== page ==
Day of upsets at BLAST Paris CS:GO Major marred by potential competitive integrity breach
It was an exciting but otherwise unremarkable opening round of matches at the BLAST Paris CS:GO Major Legends Stage on May 13, with many of the event’s top squads surviving their first best-of-one unscathed. The same could not be said, however, in round two.
Top squads G2 Esports, FURIA, and 9INE all face potential early exits as they prepare for day two of the Legends Stage, with G2 falling against Vitality and Bad News Eagles in their opening matches after a dominant display during last week’s Challengers Stage.
But all eyes were on FaZe Clan, who joined the aforementioned squads at 0-2 after dropping best-of-ones to world No. 1 Heroic (16-7) and British representatives Into The Breach (16-12). ITB received a high seed after their EU RMR blitz in April, while, despite their status as one of the world’s best CS:GO squads, FaZe entered with a far lower seed after scraping past the Last Chance Qualifier and Challengers Stage.
Related: ‘Broken’ seeding just made top CS:GO team’s BLAST Major journey much harder
But following ITB’s victory, a video surfaced online revealing television screens that featured a live producer feed of the game were positioned in view of the ITB team booth. The video was sent to HLTV’s Danish “Nohte” Allana, who posted it on behalf of the anonymous recorder.
A handful of rounds from the FaZe vs. ITB game were visible on a TV across from the ITB booth (the ones shown on the A stream after G2 vs. BNE game ended) pic.twitter.com/7R43frj9K4
— Danish Allana (@Nohte) May 13, 2023
It is understood the screens only displayed a select few rounds at the end of the map following the conclusion of the G2-BNE series. There was no evidence suggesting ITB had used this information to their advantage, as the squad on multiple occasions executed T rounds into a stacked FaZe bombsite. And with such a distance between the players and the producer feed monitors, it would have been next to impossible to decipher the images.
But the question of competitive integrity must be asked of tournament organizer BLAST—especially at a Major tournament, no less—as to how this lapse of judgment could occur.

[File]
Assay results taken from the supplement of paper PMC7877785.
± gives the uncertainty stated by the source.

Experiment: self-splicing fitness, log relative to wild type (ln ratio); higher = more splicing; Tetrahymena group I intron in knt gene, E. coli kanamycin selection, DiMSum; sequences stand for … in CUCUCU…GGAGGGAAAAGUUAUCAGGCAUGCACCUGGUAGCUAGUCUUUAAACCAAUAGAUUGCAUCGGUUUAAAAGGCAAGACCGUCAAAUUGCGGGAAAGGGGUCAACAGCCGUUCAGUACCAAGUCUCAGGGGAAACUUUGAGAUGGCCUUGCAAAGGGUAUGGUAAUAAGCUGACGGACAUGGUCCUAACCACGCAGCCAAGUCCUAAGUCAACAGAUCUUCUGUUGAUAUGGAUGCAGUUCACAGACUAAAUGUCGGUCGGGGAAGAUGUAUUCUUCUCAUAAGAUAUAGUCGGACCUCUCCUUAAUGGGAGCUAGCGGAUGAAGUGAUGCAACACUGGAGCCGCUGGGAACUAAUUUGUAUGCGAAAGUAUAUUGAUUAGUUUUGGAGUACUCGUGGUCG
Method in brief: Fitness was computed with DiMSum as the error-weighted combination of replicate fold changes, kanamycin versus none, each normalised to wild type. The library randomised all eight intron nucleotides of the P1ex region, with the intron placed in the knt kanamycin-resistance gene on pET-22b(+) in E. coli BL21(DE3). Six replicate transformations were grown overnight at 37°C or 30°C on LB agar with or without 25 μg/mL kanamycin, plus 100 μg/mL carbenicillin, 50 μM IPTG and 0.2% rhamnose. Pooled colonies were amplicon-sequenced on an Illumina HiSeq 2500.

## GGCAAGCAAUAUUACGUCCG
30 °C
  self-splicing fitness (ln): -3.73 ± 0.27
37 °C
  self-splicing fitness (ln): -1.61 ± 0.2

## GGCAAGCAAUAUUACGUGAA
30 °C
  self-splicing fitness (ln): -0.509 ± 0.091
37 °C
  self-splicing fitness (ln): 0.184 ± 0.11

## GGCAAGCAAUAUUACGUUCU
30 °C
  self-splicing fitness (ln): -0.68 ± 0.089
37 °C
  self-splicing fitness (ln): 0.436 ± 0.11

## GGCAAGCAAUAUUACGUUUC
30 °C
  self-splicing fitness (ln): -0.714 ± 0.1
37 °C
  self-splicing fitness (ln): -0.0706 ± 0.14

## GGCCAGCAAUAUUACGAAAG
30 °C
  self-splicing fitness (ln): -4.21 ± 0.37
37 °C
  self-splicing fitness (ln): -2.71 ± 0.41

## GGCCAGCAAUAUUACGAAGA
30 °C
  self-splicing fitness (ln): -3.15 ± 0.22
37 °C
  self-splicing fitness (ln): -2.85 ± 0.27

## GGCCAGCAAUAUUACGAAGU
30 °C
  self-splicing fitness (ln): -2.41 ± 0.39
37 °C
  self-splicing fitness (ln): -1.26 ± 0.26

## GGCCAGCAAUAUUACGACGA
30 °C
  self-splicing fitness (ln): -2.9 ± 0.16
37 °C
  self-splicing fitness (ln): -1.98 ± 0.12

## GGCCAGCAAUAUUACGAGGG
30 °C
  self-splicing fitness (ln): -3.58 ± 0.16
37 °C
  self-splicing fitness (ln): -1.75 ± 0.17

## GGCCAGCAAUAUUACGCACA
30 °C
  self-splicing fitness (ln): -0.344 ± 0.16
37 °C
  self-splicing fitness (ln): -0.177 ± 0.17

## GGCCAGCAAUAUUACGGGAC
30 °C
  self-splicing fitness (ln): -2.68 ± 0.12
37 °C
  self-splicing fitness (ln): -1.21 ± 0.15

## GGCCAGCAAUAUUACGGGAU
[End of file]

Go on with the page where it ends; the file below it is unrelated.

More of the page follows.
While a vocal minority made outlandish claims of ITB cheating and demanded the match be replayed, those with cooler heads instead turned their ire to BLAST.
“[The] worst thing about this is people will now try and bring down ITB’s win over FaZe even though they almost certainly didn’t even notice the screen,” said analyst Janko “YNk” Paunovic following the map. “But we can’t know for sure and that’s why BLAST should’ve never allowed something like this to happen in the first place.”
Dot Esports has reached out to BLAST for comment.
Around the grounds, the upsets kept coming, with FURIA caught napping in their best-of-ones, winning zero T side rounds in heavy losses to Monte and Ninjas In Pyjamas, while 9INE—one of the top-seeded squads out of the EU RMRs—went down to Team Liquid and GamerLegion.
Related: BLAST Paris CS:GO Major: Scores, standings, and results
Natus Vincere was strong in their opening map win against GamerLegion but fell unceremoniously to Team Liquid, who themselves sit comfortably at 2-0 and may yet qualify for the Champions Stage after being written off during last week’s 3-2 reverse sweep in the Challengers Stage.
The BLAST Paris Major Legends Stage resumes today, May 14, at 4:30am CT.
Update May 14 3:46am CT: A BLAST spokesperson provided the following statement to Dot Esports: “A production error was made yesterday during the last game of the day between FaZe Clan and Into The Breach on Stream B. The stream was visible from the ITB match playing booth for a short period of time. After investigating the matter and reviewing the match demos and voice comms, there is no indication that ITB were aware of, or benefitted from any external information provided by the stream. We have rectified the issue and will ensure this doesn’t happen again.”
About the author
Aussie Editor for Dot Esports. Nick, better known as Taffy, began his esports career as a commentator, switching to journalism with a focus on Oceanic esports, particularly CS:GO and Dota. Email: [email protected]